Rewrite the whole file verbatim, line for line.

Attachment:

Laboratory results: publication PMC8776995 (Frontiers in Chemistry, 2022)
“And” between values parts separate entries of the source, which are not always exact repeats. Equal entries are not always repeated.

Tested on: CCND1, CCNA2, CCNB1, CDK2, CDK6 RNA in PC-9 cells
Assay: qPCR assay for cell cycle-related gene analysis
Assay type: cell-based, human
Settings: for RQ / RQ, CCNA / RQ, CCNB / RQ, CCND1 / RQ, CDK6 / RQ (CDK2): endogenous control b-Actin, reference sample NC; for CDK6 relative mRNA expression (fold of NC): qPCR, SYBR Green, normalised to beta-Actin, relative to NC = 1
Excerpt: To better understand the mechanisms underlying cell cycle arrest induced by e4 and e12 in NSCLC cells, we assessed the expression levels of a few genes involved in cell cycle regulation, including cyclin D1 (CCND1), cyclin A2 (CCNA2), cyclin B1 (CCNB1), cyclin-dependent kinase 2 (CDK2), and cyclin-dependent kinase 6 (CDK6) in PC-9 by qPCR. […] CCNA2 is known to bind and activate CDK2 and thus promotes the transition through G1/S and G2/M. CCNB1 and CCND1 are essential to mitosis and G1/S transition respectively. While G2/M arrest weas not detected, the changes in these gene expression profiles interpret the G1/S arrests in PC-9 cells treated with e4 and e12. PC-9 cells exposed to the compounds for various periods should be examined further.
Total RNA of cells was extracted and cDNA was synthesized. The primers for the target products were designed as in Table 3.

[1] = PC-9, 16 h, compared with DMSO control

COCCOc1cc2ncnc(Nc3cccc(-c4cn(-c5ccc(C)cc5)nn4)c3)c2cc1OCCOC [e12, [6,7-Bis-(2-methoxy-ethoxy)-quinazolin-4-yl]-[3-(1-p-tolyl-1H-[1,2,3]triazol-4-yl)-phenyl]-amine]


Laboratory results: publication PMC8776995 (Frontiers in Chemistry, 2022)
“And” between values parts separate entries of the source, which are not always exact repeats. Equal entries are not always repeated.

Tested on: CCND1, CCNA2, CCNB1, CDK2, CDK6 RNA in PC-9 cells
Assay: qPCR assay for cell cycle-related gene analysis
Assay type: cell-based, human
Settings: for RQ / RQ, CCNA / RQ, CCNB / RQ, CCND1 / RQ, CDK6 / RQ (CDK2): endogenous control b-Actin, reference sample NC; for CDK6 relative mRNA expression (fold of NC): qPCR, SYBR Green, normalised to beta-Actin, relative to NC = 1
Excerpt: To better understand the mechanisms underlying cell cycle arrest induced by e4 and e12 in NSCLC cells, we assessed the expression levels of a few genes involved in cell cycle regulation, including cyclin D1 (CCND1), cyclin A2 (CCNA2), cyclin B1 (CCNB1), cyclin-dependent kinase 2 (CDK2), and cyclin-dependent kinase 6 (CDK6) in PC-9 by qPCR. […] CCNA2 is known to bind and activate CDK2 and thus promotes the transition through G1/S and G2/M. CCNB1 and CCND1 are essential to mitosis and G1/S transition respectively. While G2/M arrest weas not detected, the changes in these gene expression profiles interpret the G1/S arrests in PC-9 cells treated with e4 and e12. PC-9 cells exposed to the compounds for various periods should be examined further.
Total RNA of cells was extracted and cDNA was synthesized. The primers for the target products were designed as in Table 3.

[1] = PC-9, 16 h, compared with DMSO control

COCCOc1cc2ncnc(Nc3cccc(-c4cn(-c5ccc(C)cc5)nn4)c3)c2cc1OCCOC [e12, [6,7-Bis-(2-methoxy-ethoxy)-quinazolin-4-yl]-[3-(1-p-tolyl-1H-[1,2,3]triazol-4-yl)-phenyl]-amine]